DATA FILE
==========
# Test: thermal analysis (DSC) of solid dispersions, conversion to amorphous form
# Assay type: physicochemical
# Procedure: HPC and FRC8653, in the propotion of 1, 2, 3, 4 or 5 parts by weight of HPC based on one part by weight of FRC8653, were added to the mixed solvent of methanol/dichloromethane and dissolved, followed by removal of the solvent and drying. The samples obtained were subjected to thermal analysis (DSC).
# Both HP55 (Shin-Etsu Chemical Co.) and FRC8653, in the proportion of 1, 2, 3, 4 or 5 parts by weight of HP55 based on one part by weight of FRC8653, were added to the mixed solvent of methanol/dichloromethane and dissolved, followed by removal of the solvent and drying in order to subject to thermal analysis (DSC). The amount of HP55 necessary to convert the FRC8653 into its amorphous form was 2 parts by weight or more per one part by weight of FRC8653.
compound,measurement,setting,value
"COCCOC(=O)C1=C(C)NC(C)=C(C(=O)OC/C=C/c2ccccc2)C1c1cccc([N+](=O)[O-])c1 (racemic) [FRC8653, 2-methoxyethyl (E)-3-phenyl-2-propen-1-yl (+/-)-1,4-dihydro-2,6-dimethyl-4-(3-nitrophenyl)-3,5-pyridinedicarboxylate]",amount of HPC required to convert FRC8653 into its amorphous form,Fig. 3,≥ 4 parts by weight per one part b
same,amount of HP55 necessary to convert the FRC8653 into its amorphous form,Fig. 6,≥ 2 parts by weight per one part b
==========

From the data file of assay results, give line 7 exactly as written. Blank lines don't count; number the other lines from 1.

same,amount of HP55 necessary to convert the FRC8653 into its amorphous form,Fig. 6,≥ 2 parts by weight per one part b